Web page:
Egregious Ethanol?

LCT Magazine
Posted on April 15, 2008
BIO-FUELS COULD BE BAD FOR INDUSTRY: With the push toward alternative fuel-vehicles, the limousine and chauffeured transportation industry must weigh its options carefully. Studies have shown that ethanol-fueled (E-85) vehicles may not necessarily contribute to a greener climate since the energy used to produce and process ethanol cancels out any reduction in fossil fuel usage and emissions. A recent analysis in the New York Times reports a growing global backlash against the ethanol industry because it gobbles up croplands for ethanol production that otherwise would produce corn, wheat, and other food commodity staples. That, in turn, squeezes food supplies and aggravates food inflation. Before investing in E-85 vehicles, chauffeured transportation operators must ask some tough questons:

1) Do enthanol vehicles actually reduce carbon emissions? 2) Are enthanol-fueled vehicles the most economical route to fuel cost savings and reduction of pollutants? 3) Does the chauffeured transportation industry want to risk a negative image of contributing to high food inflation and possible food shortages by promoting the use of ethanol-fueled vehicles?

Please click the feedback link below and share your insights and experiences.

-- posted by Martin Romjue

Related Topics: Driving Green

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     | about 10 years ago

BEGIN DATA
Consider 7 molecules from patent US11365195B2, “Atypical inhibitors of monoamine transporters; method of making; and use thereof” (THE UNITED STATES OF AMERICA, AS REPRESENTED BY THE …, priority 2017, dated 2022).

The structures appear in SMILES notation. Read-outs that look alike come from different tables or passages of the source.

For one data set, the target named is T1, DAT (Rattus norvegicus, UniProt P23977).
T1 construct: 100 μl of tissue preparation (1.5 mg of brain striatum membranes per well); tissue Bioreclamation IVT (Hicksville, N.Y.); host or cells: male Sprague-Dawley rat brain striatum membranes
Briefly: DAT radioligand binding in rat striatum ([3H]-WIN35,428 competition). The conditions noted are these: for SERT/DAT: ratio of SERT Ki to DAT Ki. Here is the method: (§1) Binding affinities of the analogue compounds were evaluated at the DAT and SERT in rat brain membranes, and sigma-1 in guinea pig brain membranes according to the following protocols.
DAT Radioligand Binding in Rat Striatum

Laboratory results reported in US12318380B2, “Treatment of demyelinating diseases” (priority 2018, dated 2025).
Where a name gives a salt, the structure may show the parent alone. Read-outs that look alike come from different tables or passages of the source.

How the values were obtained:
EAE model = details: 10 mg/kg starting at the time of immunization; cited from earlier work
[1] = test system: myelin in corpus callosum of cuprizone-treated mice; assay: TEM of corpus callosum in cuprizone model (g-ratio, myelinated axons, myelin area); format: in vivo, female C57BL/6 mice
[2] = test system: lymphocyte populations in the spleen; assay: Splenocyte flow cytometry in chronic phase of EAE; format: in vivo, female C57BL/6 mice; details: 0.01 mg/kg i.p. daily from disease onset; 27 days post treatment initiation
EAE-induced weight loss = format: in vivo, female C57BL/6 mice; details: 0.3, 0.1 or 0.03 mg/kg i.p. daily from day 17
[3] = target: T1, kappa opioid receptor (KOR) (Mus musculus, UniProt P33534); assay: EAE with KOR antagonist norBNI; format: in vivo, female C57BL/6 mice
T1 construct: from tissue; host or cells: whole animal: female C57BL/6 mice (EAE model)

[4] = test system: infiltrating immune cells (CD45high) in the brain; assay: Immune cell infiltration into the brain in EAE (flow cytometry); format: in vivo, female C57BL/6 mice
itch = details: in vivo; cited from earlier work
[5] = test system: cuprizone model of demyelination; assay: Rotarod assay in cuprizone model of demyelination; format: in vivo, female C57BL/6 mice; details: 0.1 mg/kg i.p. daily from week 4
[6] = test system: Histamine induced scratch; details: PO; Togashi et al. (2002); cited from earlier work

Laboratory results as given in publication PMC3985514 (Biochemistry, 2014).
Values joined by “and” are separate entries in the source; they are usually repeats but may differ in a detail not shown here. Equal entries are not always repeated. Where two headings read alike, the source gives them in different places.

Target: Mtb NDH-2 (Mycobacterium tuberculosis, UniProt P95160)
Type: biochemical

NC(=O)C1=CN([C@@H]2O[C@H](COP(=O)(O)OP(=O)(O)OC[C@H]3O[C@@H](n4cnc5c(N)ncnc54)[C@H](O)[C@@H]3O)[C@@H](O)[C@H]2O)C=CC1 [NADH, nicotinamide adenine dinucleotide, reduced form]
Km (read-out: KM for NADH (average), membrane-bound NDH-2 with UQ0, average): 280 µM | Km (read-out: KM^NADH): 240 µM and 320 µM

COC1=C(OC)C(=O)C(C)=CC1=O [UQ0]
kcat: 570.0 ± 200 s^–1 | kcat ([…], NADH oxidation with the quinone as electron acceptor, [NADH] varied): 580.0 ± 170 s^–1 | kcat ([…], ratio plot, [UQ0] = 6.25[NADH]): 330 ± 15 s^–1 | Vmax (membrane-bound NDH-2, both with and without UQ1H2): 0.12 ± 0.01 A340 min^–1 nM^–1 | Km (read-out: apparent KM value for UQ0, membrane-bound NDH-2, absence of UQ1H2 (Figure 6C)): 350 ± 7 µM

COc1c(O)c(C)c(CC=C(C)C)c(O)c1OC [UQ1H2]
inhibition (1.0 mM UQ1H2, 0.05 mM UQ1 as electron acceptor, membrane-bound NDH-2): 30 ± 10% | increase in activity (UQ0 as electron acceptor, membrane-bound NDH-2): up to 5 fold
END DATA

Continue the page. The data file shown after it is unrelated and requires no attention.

Please know and be advised that ECOLIMO does not promote the use of ethanol in our business or in our cars. First of all, ethanol is not widely or readily available in the State of California. If other transportation providers are promoting themselves as “green” and they should be “yellow” via the use of ethanol, where are they getting it and do they even know what it is? The most recent trend by California limousine companies is to buy a Flex Fuel vehicle because it says Flex Fuel on the back (sounds good right?) and just put regular gas in it because E85 is not readily available. Or, how about the large operator who was given large SUV hybrid cars by a large car maker for a major award show and when asked about his choice of cars didn't really care about fuel economy, emmissions or global warming "as long as the car says" HYBRID" on the outside". Oh, please!Basically, here are current choices for alternative types of energy for cars on the road today:Hybrid electric vehicles reduce tailpipe emissions by approximately 28 per cent. Ethanol, as a 10 per cent blend with gasoline, produces about three to four per cent fewer emissions than gasoline. Biodiesel, as a 20 per cent blend with diesel, produces 12 to 18 per cent fewer emissions than pure petroleum diesel. Natural gas burns more cleanly, efficiently and completely than gasoline or diesel fuel, producing far fewer toxic pollutants and greenhouse gas emissions. Propane produces up to 20 per cent fewer toxic pollutants and greenhouse gas emissions. Fuel Cell cars have been in development for years and use a sophisticated electrochemical energy conversion device similar to a battery. The power is then put to the wheels via an electric motor. The core source of energy is hydrogen, which is sometimes extracted from water. Despite the appeal of fuel-cell cars an affordable, commercially available model is not on the horizon.Methanol is another alcohol derived from a variety of sources such as oil shale, coal, natura

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